The whole world is an opportunity for random outreach. Even more than stapling flyers to telephone poles (most people don\’t walk anymore) we ought to be picking places where people are, and become a presence. Sports games? Flea markets? Saying a few words at churches? Outside the grocery store?

Random outreach is the most difficult, most threatening type of outreach, and because of that, we usually don\’t even try. If we\’re willing to get pepper sprayed and tear gassed, we ought to be willing to risk talking to those dreaded \”regular folks.\” It may not always be as effective as we would like, but it could reach people we would otherwise never meet.

Recruiting through Struggle

As mentioned above, the excitement of realizing that someone is protesting business as usual does organize folks. A lot of people hate the way things are-they hate their mindless jobs, they hate their loneliness and lack of community, they hate the ugliness and pollution around them-but they have no feeling of empowerment to change any of this. They feel totally defeated and powerless. (They hate their feeling of powerlessness, too.) Seeing or being part of struggle is a powerful antidote to this feeling of apathy. There ought to be more constant and visible images of protest, not just \”far away\” in Seattle, DC, Prague where those protesting are \”the other,\” but right in every community up close. The S26 protest in Berkeley injected new life and excitement into everyone who was part of it or who saw it. Certainly a valid method of outreach and organizing is organizing protests and action events.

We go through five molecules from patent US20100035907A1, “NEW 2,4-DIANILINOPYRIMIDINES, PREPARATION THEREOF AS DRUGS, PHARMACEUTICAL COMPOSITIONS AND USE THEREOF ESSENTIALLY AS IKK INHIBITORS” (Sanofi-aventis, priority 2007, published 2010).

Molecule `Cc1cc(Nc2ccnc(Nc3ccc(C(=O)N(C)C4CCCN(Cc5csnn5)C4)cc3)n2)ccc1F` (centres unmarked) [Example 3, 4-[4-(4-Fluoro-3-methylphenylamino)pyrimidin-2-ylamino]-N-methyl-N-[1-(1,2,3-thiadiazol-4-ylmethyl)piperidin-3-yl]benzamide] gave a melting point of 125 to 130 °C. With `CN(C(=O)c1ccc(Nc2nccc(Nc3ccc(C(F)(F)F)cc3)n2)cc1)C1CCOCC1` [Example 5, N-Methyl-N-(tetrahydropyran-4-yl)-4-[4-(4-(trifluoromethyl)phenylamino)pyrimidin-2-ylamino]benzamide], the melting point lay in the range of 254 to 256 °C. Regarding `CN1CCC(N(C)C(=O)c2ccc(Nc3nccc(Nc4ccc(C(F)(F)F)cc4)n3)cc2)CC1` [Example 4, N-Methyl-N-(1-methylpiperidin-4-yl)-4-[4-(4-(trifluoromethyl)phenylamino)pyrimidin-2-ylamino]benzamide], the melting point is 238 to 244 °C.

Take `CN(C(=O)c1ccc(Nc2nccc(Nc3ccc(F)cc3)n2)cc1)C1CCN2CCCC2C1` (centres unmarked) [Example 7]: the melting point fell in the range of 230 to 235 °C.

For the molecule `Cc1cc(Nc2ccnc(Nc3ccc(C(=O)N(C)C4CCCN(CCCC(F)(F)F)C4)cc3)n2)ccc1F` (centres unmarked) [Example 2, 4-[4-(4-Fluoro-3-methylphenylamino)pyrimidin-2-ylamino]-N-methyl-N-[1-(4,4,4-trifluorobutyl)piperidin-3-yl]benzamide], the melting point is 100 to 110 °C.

Working within Existing Movements /Organizations

There are numerous opportunities to work with existing single issue organizations or campaigns and bring a non-hierarchical, anarchist perspective. A lot of people already do this kind of work (Mumia organizing is always in coalitions, etc.) and the question is how to promote anarchist values and not end up being silenced in the coalition.

Issue Oriented Organizing

Another possibility is to work harder starting our own community organizing projects around generally relevant issues, but injecting anarchist analysis and organizing tactics into the mix. For some reason, a lot more anarchists tend to work with groups controlled by others (liberals in reformist campaigns or Marxist groups on political prisoners, etc.) than just organize our own groups. Housing seems like an especially fertile ground for starting organizing campaigns, but police accountability, poverty, etc. etc. are all available. Again the problem is how not to get so caught up in the single issue that any of the larger issues are forgotten.

A lot of organizing opportunities are available around work places and campuses. These social subgroups lend coherence and make it easier to reach out, because there is some basis of similarity to get conversations started.


Since 1993, a few dozen Infoshops (reading rooms usually providing access to alternative information and resources) have come and gone around North America. Many activists have abandoned Infoshops because they didn\’t fulfill their purpose-that of community outreach. But rather than abandoning a form of outreach that has a lot of potential, future Infoshop projects (and existing ones) should learn from the mistakes of the last 7 years. Crucial to making Infoshops successful as community outreach is working much harder on outreach about the Infoshop. This sounds like circular logic, but it really isn\’t, since outreach about the existence of a place is a lot easier and less threatening than outreach about an alternative analysis of the world. Most Infoshops fall into the trap mentioned above by only reaching out to people already